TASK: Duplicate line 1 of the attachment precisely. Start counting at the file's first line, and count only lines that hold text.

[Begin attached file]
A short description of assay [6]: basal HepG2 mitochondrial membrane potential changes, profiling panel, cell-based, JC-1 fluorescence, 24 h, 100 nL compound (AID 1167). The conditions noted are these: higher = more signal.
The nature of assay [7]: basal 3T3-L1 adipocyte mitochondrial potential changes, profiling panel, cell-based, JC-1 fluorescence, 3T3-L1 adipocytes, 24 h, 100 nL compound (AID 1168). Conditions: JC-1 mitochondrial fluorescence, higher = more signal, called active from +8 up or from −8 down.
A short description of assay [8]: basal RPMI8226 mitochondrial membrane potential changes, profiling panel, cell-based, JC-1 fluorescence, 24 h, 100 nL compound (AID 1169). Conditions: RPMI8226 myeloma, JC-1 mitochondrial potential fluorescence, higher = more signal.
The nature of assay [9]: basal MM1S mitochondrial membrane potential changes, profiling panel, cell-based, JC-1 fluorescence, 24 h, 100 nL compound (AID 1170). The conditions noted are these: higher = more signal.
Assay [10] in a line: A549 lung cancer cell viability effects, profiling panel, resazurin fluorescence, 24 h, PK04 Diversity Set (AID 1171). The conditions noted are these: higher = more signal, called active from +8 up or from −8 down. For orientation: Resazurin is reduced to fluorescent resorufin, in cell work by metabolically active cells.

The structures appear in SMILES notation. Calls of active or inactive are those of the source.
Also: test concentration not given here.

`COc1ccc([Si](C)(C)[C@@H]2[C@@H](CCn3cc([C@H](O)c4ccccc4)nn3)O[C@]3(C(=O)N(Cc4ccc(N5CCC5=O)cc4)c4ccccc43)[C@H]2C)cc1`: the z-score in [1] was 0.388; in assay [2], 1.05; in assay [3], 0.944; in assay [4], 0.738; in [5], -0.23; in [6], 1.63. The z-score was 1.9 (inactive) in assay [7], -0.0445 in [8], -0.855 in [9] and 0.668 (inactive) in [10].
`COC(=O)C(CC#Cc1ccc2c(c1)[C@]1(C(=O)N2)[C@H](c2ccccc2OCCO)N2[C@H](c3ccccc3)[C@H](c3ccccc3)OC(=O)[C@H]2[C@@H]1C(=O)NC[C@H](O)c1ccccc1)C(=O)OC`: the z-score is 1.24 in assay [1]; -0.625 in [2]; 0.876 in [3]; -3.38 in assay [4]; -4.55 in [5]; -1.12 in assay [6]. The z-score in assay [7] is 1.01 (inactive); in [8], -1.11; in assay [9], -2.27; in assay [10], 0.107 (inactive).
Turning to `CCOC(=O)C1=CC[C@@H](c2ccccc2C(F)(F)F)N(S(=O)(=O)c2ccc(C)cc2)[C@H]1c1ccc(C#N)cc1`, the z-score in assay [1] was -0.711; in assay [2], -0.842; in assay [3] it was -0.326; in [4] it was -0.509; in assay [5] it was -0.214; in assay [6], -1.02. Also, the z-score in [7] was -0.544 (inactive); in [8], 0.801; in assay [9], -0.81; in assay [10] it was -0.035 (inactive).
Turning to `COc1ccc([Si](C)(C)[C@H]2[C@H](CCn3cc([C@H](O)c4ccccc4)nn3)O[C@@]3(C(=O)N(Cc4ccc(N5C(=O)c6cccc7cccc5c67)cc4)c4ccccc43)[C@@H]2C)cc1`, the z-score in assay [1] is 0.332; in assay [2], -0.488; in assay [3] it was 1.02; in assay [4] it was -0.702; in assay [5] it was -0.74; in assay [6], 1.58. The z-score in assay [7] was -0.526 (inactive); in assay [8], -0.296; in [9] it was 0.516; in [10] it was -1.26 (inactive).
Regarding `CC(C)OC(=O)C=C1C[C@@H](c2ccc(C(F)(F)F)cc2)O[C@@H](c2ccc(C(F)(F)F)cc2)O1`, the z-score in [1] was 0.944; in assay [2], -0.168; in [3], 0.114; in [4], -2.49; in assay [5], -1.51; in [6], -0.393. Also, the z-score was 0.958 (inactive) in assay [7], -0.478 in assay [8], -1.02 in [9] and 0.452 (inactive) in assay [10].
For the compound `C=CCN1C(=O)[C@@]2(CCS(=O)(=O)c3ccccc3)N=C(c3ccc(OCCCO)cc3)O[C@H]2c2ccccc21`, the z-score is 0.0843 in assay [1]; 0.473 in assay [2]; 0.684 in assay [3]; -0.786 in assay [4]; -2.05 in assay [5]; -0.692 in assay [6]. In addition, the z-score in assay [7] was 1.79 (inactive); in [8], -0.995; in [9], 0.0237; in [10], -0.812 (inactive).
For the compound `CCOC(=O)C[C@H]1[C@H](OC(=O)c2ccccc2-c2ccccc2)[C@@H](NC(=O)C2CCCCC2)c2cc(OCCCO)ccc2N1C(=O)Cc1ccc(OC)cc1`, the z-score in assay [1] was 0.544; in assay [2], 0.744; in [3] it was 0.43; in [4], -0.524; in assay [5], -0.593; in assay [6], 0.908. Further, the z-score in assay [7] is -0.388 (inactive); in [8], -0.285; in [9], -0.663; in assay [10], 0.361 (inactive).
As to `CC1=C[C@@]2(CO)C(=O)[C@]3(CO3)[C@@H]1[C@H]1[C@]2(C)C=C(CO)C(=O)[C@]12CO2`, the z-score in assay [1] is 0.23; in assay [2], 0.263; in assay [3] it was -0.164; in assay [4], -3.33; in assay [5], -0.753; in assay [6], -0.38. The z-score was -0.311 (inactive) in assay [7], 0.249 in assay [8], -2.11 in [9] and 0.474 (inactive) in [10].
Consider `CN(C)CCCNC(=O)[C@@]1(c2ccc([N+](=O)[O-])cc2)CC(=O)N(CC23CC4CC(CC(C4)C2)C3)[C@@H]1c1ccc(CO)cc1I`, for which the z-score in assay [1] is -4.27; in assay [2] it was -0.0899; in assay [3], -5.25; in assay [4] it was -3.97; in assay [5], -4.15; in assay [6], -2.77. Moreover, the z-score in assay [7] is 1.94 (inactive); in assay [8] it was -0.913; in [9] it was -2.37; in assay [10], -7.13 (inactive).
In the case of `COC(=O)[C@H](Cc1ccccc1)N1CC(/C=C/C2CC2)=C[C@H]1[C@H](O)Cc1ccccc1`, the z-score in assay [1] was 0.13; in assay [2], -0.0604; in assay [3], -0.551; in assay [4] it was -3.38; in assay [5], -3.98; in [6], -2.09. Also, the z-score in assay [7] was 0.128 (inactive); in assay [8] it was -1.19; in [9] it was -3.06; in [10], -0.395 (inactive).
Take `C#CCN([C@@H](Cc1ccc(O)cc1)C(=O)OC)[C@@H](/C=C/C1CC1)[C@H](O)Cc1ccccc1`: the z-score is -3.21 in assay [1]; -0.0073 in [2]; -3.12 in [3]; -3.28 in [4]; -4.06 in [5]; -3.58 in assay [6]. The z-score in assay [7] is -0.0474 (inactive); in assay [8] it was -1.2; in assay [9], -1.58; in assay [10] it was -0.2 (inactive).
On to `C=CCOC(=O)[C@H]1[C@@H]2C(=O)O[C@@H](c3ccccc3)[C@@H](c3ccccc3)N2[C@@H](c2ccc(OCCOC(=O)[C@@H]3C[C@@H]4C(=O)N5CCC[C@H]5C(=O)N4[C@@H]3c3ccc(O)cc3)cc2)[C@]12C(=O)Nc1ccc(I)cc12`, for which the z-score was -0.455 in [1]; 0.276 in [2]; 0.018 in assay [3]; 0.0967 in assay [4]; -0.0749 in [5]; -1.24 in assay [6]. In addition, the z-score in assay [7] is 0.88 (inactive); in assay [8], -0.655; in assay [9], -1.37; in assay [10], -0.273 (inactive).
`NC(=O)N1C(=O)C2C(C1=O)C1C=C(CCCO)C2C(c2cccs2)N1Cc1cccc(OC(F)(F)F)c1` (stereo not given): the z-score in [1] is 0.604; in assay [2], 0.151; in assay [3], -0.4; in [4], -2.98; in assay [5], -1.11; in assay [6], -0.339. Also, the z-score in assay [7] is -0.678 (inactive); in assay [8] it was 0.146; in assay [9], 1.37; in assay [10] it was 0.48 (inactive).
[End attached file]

A short description of assay [6]: basal HepG2 mitochondrial membrane potential changes, profiling panel, cell-based, JC-1 fluorescence, 24 h, 100 nL compound (AID 1167). The conditions noted are these: higher = more signal.